One Paper Says President Should Have
Shown Mercy in Spelling Befonn,
Ixmdon, Aug. 25.— President Roosevelt's decision
to adopt the reformed spelling In his messages and
In executive correspondence is commented upon by
the newspapers of London this morning in anything
but a sympathetic spirit.
"The Standard"* bluntly declares that the Presi
dent overrates his powers, adding that It declines
to believe that scholarly and cultivated Americans
will sacrifice the history and meaning of the lan
guage by adopting the "Carnegie Jargon."
Other newspapers deal with the matter In a
numerous vein. "The Dally News" points out that
If American publishers wlah to Invade the British
market they should be conservative hi their or
"The Chronicle," which has more sympathy with
some of the changes, says:
Whether we like the new spelling or not, it prob
ably will be forced upon us, because the United
States is coming more and more Into control of
the printing presses of the English speaking world.
If once President Roosevelt can establish uni
formity In America on the lines he prescribes, the
new spelling will be likely before long to become
dominant in Great Britain also; but. as he is
strong, he might have been merciful and sum
moned an Anglo-American congress to endeavor to
arrlvo at an agreement on a common mode of
fuelling, so that the President's English and the
King's English should be the same.
OUST RICHMOND HILL POSTMASTER.
Washington Authorities T«kc Action Fol
lowing Investigation by Inspector.
Postmaster Henry M. Haviland, of Jamaica,
Queens Borough, who haa supervision of several
smaller postofflces, which clear through his ofllce,
yesterday, acting on orders from the First Assistant
Postmaster General, F. H. Hitchcock, removed
John A. Homeyrr, postmaster at Richmond Hill.
The action followed an appeal taken by Homeyer
from an order of removal Issued by Haviland on
June 11. Yesterday's action is Irrevocable, there
being no other appeal.
A shortage of *290. for which amount Clarence P.
ReynoUlK a clerk in the Richmond Hill ofllce. had
placed "I. O. !*.'•" in the cash drawer, was dis
covered early In June. Postmaster Homeyer was
finked about the shortage, and declared he knew
nothing about It. Reynolds was arrested, tried and
sent to the penitentiary for a year, while Homeyer
was removed from offloe for "covering a shortaj*
in the postal accounts, caused by the embezzlement
of a subordinate." He appealed to Washington. an<l
an inspector was sent to make a thorough Investi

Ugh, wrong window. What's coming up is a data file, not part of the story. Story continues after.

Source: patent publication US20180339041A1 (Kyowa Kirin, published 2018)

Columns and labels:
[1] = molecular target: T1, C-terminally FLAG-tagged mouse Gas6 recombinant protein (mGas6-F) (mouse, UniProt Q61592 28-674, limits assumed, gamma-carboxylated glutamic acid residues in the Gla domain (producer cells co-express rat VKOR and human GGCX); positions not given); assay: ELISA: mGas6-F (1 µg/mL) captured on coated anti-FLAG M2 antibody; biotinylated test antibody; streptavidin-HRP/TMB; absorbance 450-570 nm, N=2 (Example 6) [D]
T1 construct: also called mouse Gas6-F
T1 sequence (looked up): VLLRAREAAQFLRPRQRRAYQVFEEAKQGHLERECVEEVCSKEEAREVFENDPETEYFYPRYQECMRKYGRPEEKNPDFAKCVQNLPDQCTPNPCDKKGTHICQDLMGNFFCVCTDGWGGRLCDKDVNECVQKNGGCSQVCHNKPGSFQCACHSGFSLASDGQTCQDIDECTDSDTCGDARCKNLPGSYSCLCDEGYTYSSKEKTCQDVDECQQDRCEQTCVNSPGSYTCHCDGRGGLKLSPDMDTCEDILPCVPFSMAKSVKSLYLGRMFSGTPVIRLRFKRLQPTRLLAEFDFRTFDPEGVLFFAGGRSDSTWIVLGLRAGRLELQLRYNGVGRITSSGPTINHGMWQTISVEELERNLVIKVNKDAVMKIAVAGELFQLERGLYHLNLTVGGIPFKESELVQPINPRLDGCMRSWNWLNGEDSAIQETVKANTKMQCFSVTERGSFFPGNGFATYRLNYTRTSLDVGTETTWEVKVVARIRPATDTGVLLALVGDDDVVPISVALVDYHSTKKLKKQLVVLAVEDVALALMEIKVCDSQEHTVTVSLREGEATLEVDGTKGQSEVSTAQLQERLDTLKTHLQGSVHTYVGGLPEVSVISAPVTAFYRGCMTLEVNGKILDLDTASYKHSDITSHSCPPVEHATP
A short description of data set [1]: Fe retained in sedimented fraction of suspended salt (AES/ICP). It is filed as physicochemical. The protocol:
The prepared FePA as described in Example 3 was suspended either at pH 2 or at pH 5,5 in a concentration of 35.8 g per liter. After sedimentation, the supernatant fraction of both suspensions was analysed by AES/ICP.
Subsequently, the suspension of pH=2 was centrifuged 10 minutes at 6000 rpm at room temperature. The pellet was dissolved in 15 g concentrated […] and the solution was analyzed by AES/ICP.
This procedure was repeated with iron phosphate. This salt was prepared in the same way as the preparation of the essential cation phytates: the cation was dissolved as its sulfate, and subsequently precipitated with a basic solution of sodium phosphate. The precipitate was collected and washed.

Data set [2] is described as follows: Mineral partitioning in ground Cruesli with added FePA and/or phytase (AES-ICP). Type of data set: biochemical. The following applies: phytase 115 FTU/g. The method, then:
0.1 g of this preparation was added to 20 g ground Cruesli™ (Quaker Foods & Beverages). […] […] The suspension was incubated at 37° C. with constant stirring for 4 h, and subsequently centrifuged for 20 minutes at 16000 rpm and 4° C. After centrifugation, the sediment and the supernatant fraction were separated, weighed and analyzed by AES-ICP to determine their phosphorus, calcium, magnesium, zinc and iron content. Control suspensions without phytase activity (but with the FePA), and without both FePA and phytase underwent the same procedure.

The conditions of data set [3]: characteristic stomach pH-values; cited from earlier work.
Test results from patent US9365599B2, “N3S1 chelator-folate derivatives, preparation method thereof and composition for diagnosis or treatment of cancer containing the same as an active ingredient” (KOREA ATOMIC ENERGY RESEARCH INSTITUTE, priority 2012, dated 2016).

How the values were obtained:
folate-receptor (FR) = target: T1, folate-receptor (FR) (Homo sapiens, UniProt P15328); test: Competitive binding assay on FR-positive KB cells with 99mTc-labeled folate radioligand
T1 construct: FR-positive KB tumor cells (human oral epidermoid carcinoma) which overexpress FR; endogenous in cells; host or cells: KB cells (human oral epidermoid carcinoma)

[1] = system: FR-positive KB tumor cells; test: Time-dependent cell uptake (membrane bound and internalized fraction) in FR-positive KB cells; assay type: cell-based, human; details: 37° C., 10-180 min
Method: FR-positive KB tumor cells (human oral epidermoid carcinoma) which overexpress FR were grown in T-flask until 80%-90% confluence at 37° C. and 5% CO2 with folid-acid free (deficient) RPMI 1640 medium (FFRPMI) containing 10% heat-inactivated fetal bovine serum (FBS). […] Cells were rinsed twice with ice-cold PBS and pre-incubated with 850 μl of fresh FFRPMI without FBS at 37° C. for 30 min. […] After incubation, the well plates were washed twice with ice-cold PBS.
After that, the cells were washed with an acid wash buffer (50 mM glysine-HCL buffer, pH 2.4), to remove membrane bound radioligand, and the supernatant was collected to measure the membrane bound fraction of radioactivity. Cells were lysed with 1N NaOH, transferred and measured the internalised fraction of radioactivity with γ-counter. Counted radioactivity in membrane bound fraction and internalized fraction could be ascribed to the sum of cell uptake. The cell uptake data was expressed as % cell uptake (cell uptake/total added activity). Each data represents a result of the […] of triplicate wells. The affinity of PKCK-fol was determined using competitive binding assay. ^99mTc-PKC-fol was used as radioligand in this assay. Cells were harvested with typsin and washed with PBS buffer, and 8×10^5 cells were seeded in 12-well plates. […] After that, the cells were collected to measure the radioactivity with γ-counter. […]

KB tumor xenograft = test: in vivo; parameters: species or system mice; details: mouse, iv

gation of the Richmond Hill office, resulting la
HEAVY FINE FOE CARRYING PISTOL.
Judge Says Shootings Have Been Toj
Frequent in Brooklyn Lately.
A fine of $50 was levied In the Court of Special
Sessions, Brooklyn, yesterday on Rocco MerreUo,
?:i Italian l.utcher of Xo. 797 Kent avenue, for
carrying concealed weapons. A revolver was found
<.n lbs prisoner on August 11. when he wua ar-
The' Court eald that more than fifty men had
been fined for a similar offence lately, and dwelt on
the prevalence of ahootlng in Brooklyn, especially
by Italians, within the last few months.
FRESH AIR'S M r SV DAY.
Four Hundred and Seventy-eight
Children Leave City.
Not even the dark clouds that hung over the city
yesterday could darken the faces or cool the en
thusiasm of the 47« children v ho left the city yes
terday under tha auspices of ths Tribune Trash Air
Fund. Seven different homes which the Fresh Air
Fund has kept tilled -with children this summer r, -
celved new Instalments yesterday.
Although, the first party was not scheduled to
leave until after 9 o'clock. It was only a little after
8 when sixteen youngsters Sled Ma the Grand Cen
tral Station and perched themselves on a Beat. They
■were quickly followed by others, comics: in groups
of Irom. thrc9 to forty, until i.56 had been assembled.
At Just 8:« the cry. "All aboard!" earns, and
through the gate they M each one being- anxious
to be the first aboard th<» train.
"Don't crowd so. go plow," ehout«d a cateman.
"But, suppose the train should go and leave us.
what would we do then?" came the Quick reply from
a boy. "I ain't goln' to take no chances, but get
aboard Just as quick as I can."
After a few minutes all were safely seated on the
train. Flfty-flve of them were on a Harlem Di
vision train, which was going to Richmond Fur
nace. Prom Richmond Furnace the party had a
long ride over the hills to St. Helen's Home, at In
terlaken, Mass., where they complete a company
of a hundred, part of which went up" Thursday.
One. hundred more of the company were aboard of
a New Haven train, which stopped at Bantam.
Conn. From Bantam this party also had a four
mile drive to the Sh«ppard lCnapp Home, near Mil
The next party to leave had a long sail from
New York to the Atlantic Highlands before they
climbed into th© wagons which took them to Eunice
Home, at Chanel Hill. N. J. There were eighty
two altogether in the party, sixty boys and twenty
two girls. The proppect of a ride on the boat, even
though it was raining, delighted them greatly
while they were waiting on the pier.
"Is this an ocean ■ liner?" one boy wanted to
know, as the Atlantic Highlands boat drew up to
the pier. "She looks big enough to be. I wouldn't
bo afraid to cross the ocean In her."
There were only twenty In the nest party to
leave. They were bound for Falrneld, Conn., where
they are to be entertained at Elm Cottage. To re
place the twenty who returned from Mechanics
town yesterday, twenty more convalescent children
went out to partake of the bounty of the people
of Middletown and Goshcn. The returning chil
dren had many tales to tell of the pleasures of
their visit. The stream near their Mechanicstown